Monthly Archives: September 2013

Counting in khmer

So,

Here in Cambodia, the official language is Khmer. Now Khmer is a very interesting language definitely worth a bit of research (Here is the Wikipedia page to start you off). It is also a difficult language for many to learn, as it has a different type of alphabet than most western languages use. It uses an alphasyllabary writing system, so…. difficult.

្ឈ chhô cʰɔ
្ញ nhô ɲɔ
្ដ ɗɑ
្ឋ thâ tʰɑ
្ឌ ɗɔ
្ឍ thô tʰɔ
្ណ
្ត
្ថ thâ tʰɑ
្ទ

Here are 10 of the 35 Khmer Consonants

And, since we are only in Cambodia for about a month, I didn’t expect to learn much of the language. So, while I know “thank you”, “how much is this”, and a few other strategic phrases, I cant speak it to save my life.

Luckily though, a large percentage of Cambodians (especially people who interact with westerners) speak at least some English.

At least enough to help us order fruit

Numbers, however, I wanted to learn. Generally, numbers are a lot easier for me to learn, as it is a constant pattern, and predictable, and easy.

And Khmer numbers were interesting to use…

So, the modern Khmer Number system is biquinary, meaning it uses both base 5 and base 10. So, when counting, you count 1, 2, 3, 4, 5, 5+1, 5+2, 5+3, 5+4, 10.

Value Khmer prounciantion
0 sūny
1 muay
2 bīr
3
4 puan
5 prâṃ
6 prâṃ muay
7 prâṃ bīr
8 prâṃ pī
9 prâṃ puan
10 ១០ ṭáp
11 ១១ ṭáp muay
20 ២០ mbhai

Now, not only did I enjoy learning about this new number system, the students enjoyed leading me and the other pathfinders in counting, all the way up to 100 (muay ray).

I miss them

Modern Embassies

So,
The PathfindersProject trip is a long one…..
This trip is a year long, in 8 countries, and with more than 10 service location. So a lot of planning went into the trip…..

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One of the official emails we received.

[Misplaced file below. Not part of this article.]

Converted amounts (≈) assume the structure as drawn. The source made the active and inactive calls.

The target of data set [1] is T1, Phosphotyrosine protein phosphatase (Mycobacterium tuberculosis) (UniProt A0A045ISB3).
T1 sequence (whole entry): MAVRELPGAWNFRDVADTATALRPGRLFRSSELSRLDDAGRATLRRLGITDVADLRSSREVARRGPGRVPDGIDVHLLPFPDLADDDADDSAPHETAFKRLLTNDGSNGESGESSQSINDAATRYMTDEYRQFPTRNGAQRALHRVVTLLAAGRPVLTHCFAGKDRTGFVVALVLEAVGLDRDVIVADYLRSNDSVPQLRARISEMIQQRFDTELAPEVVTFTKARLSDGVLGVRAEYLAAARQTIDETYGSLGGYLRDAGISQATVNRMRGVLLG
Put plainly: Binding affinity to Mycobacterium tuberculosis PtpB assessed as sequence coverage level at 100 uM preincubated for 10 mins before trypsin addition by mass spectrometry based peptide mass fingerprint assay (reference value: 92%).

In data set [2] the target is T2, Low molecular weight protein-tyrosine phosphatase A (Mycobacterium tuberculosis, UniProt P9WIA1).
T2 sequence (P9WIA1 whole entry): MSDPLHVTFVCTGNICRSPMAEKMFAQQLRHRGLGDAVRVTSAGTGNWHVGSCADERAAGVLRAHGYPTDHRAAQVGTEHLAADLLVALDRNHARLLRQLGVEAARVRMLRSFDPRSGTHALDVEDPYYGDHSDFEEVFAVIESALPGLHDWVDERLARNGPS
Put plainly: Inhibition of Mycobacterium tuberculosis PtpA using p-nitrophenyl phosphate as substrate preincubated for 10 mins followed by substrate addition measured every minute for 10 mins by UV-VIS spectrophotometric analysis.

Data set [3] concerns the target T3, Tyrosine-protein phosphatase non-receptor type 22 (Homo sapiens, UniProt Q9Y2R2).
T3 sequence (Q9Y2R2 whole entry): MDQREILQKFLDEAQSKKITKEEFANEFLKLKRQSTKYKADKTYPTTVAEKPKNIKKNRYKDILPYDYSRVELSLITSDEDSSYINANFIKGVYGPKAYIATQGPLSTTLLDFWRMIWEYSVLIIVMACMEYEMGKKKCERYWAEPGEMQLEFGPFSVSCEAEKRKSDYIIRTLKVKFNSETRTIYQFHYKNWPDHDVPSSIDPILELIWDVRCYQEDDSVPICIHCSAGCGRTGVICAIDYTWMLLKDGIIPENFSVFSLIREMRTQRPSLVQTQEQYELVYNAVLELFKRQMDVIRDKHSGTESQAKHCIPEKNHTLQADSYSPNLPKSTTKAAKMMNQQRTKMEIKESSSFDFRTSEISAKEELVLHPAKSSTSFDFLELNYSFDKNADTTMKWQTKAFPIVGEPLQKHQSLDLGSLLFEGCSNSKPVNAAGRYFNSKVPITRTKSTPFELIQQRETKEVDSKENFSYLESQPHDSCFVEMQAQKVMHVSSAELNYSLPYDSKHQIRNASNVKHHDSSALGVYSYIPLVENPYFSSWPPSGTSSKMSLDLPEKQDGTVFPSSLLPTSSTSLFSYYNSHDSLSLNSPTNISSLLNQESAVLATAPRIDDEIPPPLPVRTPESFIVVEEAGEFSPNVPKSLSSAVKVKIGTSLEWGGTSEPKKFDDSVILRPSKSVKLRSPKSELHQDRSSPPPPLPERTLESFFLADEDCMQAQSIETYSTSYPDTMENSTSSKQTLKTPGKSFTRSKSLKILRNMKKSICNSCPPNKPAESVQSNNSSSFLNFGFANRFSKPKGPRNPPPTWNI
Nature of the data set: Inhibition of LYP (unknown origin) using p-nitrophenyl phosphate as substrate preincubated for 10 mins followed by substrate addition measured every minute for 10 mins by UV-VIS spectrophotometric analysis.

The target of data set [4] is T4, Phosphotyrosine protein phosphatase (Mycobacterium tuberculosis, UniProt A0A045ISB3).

That being said, things change, and success favors the prepared and the flexible, so one of the precautions we took was to register our trip with the US Embassies in the countries we are going to.

This means that (since we live in the technology age) we get email updates from the Embassies whenever there is a concern, with information about the concern, including suggested safety precautions.

Now, this is a wonderful service provided by our government, and I feel it is very appropriately done.

That being said, they provide more services, such as apps for your smart phone (makes sense), a facebook page to like (seems a little silly) or even following them on twitter

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The Official Twitter page

Now it’s not that I don’t think these services should exist (I’m sure lots of people gain from it, with almost no cost to upkeep) but I just think it is absurd that you can follow your embassy on twitter….

Oh the world we live in… It is beginning to make me feel like a crotchety old man.

Missing them….

So, today was our last full day in the village. We will be heading back to Siem Reap tomorrow afternoon. And after only a week in this village, a week without running water, electricity, Internet, and non-squat toilets, I have begun to adjust to this way of life…to adjust to sleeping on the floor under a mosquito net, with dogs barking in the night….

And I will miss it.

I will miss the stare of the villagers, who haven’t seen white people in long enough to make us a spectacle. I will miss the meals, made lovingly for us with good will, love, fresh rice, and dramatically oversized portions. I will miss having Chia translating the words of his friends, newborns and family to us, as they don’t speak any English at all.

And the monks and children that we teach English to, who have likely never heard a native English speaker before, and the huge smiles on their faces…. I will miss them the most.

I’m not sure if I will grow to miss the references to how I am the “Fat Man” (fat is a good thing here, so they mean it as a compliment) but I think I may.

I doubt I will miss the dogs barking and fighting all through the night (keeping me up) or the woven mats for sleeping, or showering with a bucket from a pot of rain water in front of the neighbors, or the squat toilet….

Oh squat toilet…… I will miss you least of all…

But then, who knows?

The mind is a fickle, silly, sentimental thing, which has a habit of remembering things too fondly….

Tonight, we had a going away party, and afterwards, the women who hang around us at home, and make us food, and watch us when we eat it gave us a gift. They represented the families who now have wells (and fresh water) thanks to our support. They gave us their blessings, and their thank you-s, and wished us good travels and a safe return, and told us to come back to this village someday. They told us they they may not remember our names, but they would remember us, our faces (my fat-ness), and they reiterated their gratitude for what we did for them.

I will miss them….